The Spanish parliament has approved the creation of a sick leave for women suffering from incapacitating periods, becoming the first country in Europe to do so.
The bill includes provisions for paid menstrual leave for women with painful periods and allows the possibility for workers to call in sick "in case of incapacitating menstruation," the Spanish Congress said in a statement Thursday.
The broader legislation also includes measures to increase access to abortion in public hospitals where less than 15% of abortions are currently performed due to conscientious objections by doctors.
The new law makes Spain the first European country to provide paid medical leave to women with severe menstrual pain, with the state social security system covering the cost of sick leave.
The Bill was hailed by Irene Montero, Spain's Minister of Equality, as “a victory for feminist rights.”
The legislation requires a doctor's approval and is estimated to benefit around one-third of Spanish women who suffer from severe menstrual pain.
Similarly, research published by Fórsa last May also revealed just 1% of employees had the protection of a menstrual health policy in their workplace in Ireland, highlighting the need for action by employers.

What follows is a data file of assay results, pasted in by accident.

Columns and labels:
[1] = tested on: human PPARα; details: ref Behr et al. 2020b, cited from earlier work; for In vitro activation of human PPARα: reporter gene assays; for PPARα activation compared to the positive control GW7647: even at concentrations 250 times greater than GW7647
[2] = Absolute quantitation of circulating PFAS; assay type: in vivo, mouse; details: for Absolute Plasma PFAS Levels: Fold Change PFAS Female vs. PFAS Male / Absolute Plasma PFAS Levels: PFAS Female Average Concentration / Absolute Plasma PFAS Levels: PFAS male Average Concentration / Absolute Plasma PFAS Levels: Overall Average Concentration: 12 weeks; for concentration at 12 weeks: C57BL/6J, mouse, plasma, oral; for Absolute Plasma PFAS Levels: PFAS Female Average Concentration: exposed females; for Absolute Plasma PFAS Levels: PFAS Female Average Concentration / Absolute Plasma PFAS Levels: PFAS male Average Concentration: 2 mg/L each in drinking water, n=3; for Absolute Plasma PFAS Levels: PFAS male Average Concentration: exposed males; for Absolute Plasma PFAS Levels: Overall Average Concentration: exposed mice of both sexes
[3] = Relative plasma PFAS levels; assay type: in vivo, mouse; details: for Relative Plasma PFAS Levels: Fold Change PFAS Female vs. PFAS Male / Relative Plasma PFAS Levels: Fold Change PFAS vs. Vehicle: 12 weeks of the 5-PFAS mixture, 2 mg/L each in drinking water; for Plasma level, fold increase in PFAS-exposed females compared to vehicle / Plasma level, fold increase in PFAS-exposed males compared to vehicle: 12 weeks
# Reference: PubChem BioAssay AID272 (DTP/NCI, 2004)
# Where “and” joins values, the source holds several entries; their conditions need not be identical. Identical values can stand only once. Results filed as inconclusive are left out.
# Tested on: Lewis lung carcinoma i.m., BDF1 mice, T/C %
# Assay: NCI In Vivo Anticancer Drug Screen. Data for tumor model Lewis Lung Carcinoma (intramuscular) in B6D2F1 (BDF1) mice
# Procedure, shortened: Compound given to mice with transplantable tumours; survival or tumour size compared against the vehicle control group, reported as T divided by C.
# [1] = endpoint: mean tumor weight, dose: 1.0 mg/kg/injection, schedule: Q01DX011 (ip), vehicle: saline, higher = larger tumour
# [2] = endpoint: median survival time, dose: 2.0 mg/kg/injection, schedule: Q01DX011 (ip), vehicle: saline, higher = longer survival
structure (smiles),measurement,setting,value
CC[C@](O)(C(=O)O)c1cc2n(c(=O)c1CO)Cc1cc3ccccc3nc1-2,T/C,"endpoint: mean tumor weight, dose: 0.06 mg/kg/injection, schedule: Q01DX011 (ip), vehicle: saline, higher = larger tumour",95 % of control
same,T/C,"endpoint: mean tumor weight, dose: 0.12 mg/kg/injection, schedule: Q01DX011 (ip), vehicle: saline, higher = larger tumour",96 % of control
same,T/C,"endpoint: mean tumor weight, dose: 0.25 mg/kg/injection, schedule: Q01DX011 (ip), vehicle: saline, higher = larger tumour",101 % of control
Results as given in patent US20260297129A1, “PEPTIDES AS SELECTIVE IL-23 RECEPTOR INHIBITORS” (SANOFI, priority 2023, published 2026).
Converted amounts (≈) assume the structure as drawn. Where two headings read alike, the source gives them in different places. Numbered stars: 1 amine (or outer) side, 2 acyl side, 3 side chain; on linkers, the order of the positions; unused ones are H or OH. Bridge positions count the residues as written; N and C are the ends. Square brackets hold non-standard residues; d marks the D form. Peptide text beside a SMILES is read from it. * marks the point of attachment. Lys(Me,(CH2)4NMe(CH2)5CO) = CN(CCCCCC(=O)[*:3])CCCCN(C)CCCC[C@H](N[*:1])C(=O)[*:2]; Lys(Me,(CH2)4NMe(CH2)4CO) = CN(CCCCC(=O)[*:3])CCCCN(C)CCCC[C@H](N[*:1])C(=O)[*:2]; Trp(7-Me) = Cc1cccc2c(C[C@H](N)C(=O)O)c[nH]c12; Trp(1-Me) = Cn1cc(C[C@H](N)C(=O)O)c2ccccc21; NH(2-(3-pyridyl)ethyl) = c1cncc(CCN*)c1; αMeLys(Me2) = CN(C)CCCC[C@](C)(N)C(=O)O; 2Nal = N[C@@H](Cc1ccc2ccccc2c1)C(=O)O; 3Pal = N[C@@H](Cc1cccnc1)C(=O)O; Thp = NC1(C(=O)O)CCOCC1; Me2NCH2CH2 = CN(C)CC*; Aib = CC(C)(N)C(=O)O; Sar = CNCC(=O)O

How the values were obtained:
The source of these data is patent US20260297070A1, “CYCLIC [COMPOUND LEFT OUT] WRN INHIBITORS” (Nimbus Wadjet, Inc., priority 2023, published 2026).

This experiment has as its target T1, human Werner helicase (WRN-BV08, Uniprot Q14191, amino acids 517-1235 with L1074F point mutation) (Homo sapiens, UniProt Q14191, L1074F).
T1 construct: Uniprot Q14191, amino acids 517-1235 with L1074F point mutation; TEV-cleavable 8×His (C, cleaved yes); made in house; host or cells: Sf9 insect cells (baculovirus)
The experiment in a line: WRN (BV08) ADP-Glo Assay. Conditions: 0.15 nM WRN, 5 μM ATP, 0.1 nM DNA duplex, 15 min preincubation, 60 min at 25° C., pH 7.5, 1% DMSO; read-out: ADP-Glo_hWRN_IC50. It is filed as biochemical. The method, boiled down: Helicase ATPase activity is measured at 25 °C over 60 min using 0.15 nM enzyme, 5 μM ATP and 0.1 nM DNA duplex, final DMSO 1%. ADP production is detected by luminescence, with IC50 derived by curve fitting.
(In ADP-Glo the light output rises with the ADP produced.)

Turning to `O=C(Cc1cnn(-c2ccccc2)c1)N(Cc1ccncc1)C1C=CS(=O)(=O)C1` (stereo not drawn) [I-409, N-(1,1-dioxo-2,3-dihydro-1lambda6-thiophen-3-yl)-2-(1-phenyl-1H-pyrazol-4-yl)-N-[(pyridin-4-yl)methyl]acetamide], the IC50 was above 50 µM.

One-in-four Fórsa survey respondents had been diagnosed with a specific condition – including premenstrual dysphoric disorder, endometriosis, or polycystic ovary syndrome – which resulted in medical symptoms including very heavy bleeding, migraines and nausea etc.
And over 70% of respondents had taken time off work because of their periods, while just four-in-ten of them felt able to tell their line manager the real reason for their absence.
The research also revealed over 96% favoured the introduction of a menstrual-friendly policy in their workplace.
Fórsa is currently pursuing supports and polices on menstrual and menopausal issues for workers and is actively discussing it with employers in the public service through the industrial relations forums.
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